Are You Missing Out on Valuable Female Candidates Because of Your Job Descriptions?
By HR CLUB on 30 October 2017
In the context of the international sexual harassment scandal, publicized under the #metoo hashtag, the issue of how women are conditioned and discriminated against in the recruitment process, starting with the very job descriptions they are reading, has become more current than ever.
Studies such as this have indicated that organizations with a high percentage of female executive directors and board members enjoy a return on assets and on capital up to 74% higher. However, errors - whether conscious or not - that occur during the recruitment process, starting from the very wording of vacant positions announcements, can prevent a company from attracting and retaining valuable and qualified women candidates.
For example, it has been shown that the use of words perceived as masculine, such as "assertive" or "aggressive", can cause women who are perfectly qualified for the job to not submit their resumé. This is because, while men apply to jobs for which they are 60% qualified, women apply only to jobs where they feel 100% qualified, according to the phenomenon known as the "confidence gap". If women perceive that they do not fit perfectly with the description of the job, both in terms of skill and personality, they give up, while men are less concerned about this match.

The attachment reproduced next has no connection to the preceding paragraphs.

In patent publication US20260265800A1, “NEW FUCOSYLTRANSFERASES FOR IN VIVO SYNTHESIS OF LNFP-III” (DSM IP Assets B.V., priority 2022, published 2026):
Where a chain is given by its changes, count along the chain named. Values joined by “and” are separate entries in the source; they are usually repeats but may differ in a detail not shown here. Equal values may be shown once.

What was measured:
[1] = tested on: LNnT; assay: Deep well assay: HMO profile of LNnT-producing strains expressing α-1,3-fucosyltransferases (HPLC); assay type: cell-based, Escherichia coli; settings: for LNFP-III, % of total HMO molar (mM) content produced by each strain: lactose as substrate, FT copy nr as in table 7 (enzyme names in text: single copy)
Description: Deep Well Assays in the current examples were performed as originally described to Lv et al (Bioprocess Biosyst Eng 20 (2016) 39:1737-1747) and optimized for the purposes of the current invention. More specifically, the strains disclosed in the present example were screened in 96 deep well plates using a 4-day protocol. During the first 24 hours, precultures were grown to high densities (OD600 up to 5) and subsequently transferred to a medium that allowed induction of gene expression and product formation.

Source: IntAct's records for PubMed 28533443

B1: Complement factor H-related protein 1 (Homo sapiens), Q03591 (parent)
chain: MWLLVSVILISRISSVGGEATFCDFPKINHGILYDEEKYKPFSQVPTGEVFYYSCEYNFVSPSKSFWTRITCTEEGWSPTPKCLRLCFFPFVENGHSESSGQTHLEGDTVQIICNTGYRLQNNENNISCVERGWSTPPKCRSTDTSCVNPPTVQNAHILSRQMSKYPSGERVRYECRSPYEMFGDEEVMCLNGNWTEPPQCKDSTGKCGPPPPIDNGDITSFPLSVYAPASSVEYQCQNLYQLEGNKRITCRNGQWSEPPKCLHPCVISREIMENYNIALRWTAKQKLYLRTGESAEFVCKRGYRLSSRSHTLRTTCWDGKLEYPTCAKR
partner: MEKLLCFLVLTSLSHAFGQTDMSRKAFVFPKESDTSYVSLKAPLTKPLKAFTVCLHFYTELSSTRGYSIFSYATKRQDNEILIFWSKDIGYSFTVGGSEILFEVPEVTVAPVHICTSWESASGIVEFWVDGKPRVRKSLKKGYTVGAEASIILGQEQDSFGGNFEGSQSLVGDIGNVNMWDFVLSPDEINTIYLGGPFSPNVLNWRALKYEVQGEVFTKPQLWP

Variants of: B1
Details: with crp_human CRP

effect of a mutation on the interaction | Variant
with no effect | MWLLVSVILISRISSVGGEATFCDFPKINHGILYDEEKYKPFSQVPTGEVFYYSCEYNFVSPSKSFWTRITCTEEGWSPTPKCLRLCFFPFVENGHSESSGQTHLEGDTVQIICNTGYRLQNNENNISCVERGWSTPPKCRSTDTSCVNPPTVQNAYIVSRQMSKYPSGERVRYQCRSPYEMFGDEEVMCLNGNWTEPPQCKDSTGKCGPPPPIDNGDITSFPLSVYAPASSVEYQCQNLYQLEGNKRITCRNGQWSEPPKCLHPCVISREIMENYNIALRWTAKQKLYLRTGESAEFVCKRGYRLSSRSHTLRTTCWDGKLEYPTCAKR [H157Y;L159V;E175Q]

Therefore, it is important to use neutral language in describing a job. A phrase such as "We are looking for an aggressive and ambitious salesman with 3-5 years of experience in approaching top 100 companies" can be reformulated by "We are looking for an enthusiastic person with very good relationship skills and proven sales results in the corporate environment ". A good way to check if your recruitment ad is appealing to both sexes is to ask for feedback from both women and men in the organization. At the same time, it is advisable that the job ad focuses on mandatory ("must have") requirements, such as having a degree in a certain field, and not on "nice to have" features, which many times represent unrealistic expectations anyway.
Other ways in which the design of your recruitment ads might drive away valuable female candidates include, but are not limited to:
- Using male metaphorical terms such as "ninja" or "rockstar" for a job title;
- Specifying details of job responsibilities that make it clear that women who are married or with children are not preferred;
- Including disguised sex hints, or misogynist jokes or photos.
Research has shown that an ethical recruitment system leads to a higher quality of recruited candidates. Although not illegal, the above-mentioned practices represent a concealed form of discrimination that can deprive the company of high-potential employees and can also affect the employer's brand. As Potter Stewart, former judge of the United States Supreme Court said, "Ethic is knowing the difference between what you have a right to do and what is right to do."